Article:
LONDON (Reuters) - Britain’s Tate gallery has removed more than 30 prints by artist Graham Ovenden from its online collection after the 70-year-old, whose major works feature young girls, was found guilty of sex offenses against children.
The internationally acclaimed artist was found guilty by a court in Truro, southwest England, on Tuesday of six charges of indecency with a child and one count of indecent assault.
The artist and photographer’s images of children, some nude, have triggered several legal actions over the years but his work was highly regarded in the art world and displayed in galleries globally including the Metropolitan Museum of Art in New York.
A spokeswoman for the Tate, a family of four art galleries in the UK, said on Thursday that Ovenden was an artist of note, whose work has been widely shown over more than 40 years.
“However, following his conviction at Truro Crown Court, Tate is seeking further information and is reviewing the online presentation of those editioned prints by him that are held in the national collection,” the spokeswoman said in a statement.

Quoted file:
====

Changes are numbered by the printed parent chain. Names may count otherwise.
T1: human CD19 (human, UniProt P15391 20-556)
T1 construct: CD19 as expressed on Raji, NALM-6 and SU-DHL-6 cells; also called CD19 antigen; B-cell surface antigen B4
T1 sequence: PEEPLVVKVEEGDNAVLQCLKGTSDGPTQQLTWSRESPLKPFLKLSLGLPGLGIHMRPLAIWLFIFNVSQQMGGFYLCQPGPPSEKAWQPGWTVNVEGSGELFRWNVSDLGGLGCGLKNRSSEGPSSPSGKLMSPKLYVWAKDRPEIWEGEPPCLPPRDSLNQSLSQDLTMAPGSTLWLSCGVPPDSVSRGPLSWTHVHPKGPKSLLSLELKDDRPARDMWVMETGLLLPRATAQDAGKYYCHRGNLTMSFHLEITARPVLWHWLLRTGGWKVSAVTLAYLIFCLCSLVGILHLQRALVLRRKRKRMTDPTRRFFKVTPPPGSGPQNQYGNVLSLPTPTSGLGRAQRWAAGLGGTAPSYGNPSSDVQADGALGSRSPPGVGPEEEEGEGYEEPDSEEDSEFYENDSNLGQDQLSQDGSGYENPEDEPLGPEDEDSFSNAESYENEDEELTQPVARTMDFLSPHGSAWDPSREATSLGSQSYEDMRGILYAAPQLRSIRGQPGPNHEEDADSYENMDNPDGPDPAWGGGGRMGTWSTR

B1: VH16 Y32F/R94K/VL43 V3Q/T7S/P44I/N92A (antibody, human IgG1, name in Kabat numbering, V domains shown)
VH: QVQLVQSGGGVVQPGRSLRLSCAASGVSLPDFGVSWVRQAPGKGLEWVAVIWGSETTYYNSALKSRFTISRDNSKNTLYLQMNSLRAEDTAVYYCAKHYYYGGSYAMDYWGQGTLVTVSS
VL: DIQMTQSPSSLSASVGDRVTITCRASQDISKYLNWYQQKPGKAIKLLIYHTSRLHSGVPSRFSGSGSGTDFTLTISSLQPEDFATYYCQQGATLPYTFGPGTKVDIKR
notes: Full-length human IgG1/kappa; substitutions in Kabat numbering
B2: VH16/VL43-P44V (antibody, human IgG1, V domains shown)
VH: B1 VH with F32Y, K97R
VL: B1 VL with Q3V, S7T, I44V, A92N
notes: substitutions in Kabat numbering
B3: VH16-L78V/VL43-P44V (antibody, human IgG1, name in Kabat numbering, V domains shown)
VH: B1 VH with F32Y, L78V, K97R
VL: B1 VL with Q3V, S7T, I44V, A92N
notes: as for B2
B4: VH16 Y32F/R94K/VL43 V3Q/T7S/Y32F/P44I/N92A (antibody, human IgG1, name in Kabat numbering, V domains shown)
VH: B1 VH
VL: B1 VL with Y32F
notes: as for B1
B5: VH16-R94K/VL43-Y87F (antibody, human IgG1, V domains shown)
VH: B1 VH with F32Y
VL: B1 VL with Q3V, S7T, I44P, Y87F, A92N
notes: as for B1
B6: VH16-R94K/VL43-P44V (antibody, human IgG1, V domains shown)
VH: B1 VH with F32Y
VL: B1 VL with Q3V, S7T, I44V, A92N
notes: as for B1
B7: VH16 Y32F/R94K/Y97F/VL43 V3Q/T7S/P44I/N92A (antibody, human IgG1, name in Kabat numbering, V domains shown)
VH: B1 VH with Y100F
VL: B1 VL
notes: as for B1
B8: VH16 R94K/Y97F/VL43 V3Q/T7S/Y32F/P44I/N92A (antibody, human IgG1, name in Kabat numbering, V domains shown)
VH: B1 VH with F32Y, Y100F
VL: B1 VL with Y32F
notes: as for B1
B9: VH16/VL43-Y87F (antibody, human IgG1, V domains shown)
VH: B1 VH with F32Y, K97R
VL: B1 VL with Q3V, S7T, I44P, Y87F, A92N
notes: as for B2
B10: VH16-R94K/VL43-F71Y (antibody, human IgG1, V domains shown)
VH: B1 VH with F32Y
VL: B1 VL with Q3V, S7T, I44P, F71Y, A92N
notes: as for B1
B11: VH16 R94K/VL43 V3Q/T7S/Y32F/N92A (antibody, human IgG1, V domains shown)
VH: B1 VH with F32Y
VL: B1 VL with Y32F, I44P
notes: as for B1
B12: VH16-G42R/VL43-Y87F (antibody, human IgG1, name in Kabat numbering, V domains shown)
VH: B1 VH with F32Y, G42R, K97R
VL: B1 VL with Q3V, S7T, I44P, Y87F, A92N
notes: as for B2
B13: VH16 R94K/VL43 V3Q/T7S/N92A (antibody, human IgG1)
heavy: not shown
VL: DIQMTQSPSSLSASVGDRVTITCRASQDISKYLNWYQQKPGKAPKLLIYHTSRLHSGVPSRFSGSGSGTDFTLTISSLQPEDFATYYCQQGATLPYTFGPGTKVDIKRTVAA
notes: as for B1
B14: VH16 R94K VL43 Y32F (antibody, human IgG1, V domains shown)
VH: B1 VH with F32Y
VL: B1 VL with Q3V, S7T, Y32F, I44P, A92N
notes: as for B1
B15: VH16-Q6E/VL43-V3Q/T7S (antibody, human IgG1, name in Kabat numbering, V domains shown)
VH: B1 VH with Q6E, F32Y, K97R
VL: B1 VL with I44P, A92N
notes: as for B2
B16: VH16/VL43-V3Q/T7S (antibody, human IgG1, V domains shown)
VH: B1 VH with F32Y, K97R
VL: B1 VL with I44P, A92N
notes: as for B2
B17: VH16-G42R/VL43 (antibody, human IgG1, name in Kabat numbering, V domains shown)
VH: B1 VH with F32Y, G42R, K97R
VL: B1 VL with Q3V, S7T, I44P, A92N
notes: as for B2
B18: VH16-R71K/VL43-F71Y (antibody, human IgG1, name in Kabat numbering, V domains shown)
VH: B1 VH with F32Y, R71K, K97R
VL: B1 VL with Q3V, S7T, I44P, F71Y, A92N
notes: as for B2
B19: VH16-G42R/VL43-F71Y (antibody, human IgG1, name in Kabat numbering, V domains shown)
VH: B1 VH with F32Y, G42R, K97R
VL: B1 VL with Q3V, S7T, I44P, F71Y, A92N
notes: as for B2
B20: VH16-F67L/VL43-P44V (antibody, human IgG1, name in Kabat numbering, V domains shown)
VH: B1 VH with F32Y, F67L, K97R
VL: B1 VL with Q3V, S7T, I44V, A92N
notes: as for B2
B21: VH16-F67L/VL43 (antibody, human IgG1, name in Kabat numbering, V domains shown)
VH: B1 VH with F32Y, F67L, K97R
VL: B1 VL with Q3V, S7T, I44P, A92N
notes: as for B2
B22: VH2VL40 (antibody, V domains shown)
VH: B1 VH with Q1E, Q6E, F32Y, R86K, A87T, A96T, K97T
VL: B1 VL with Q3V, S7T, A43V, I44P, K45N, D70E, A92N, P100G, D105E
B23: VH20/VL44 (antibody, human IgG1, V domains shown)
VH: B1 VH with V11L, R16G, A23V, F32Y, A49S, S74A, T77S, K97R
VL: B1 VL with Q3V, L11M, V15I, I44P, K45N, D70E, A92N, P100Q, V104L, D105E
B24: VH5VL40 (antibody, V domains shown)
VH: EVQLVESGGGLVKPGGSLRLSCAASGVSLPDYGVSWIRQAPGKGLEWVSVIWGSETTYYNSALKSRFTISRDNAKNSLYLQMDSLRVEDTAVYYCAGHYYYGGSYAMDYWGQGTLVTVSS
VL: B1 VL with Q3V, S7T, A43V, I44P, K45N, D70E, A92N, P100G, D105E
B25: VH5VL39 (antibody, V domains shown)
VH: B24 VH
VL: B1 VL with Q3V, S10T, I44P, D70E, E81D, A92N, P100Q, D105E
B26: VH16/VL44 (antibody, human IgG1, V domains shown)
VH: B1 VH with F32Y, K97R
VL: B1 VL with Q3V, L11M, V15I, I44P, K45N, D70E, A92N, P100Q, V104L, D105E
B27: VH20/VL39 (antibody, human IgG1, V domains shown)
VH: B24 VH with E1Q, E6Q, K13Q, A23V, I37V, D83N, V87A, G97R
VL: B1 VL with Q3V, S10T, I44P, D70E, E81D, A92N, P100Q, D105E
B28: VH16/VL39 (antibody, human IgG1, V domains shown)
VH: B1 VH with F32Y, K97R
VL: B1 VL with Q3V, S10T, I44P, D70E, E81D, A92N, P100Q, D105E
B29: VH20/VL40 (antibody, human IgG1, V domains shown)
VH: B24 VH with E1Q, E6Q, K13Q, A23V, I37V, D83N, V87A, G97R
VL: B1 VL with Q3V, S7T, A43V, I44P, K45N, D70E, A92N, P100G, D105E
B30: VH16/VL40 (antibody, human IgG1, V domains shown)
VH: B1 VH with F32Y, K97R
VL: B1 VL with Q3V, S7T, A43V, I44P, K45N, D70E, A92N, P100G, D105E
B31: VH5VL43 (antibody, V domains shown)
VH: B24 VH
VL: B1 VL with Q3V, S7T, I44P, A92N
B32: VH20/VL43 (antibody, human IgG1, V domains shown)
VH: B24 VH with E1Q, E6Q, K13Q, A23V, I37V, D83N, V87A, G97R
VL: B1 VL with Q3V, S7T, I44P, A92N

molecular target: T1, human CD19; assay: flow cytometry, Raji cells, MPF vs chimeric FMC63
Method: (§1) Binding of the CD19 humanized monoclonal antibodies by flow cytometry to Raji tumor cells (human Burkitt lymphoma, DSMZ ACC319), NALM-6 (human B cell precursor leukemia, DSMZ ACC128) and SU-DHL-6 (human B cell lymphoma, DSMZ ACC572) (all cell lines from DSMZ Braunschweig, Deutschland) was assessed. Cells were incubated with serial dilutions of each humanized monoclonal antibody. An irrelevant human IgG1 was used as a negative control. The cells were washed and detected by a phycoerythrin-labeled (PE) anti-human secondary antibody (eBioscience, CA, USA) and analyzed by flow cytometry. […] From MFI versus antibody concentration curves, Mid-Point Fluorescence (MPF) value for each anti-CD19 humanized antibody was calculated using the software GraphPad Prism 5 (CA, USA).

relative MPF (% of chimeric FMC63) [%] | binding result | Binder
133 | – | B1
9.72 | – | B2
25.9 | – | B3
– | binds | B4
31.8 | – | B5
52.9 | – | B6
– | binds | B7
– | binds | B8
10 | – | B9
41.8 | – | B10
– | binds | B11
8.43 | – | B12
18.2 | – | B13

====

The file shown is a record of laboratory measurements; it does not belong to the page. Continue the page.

“Until this review is complete, the images will not be available online and the works will not be available to view by appointment.”
The Tate had displayed 34 prints by Ovenden, including images of naked and semi-nude young girls.
Ovenden denied the charges relating to incidents between 1975 and 1985. He was released on bail after being found guilty and has yet to be sentenced.
Ovenden’s work has caused controversy before and he has faced court previously.
In 2009 he was charged with 16 counts of creating “indecent” photographs of children and two counts of possessing 121 “indecent” photographs but the case was eventually thrown out.
On that occasion Ovenden pleaded not guilty to child porn offences but did not deny making the images which he said were to be used for an art work.
Reporting by Belinda Goldsmith, editing by Paul Casciato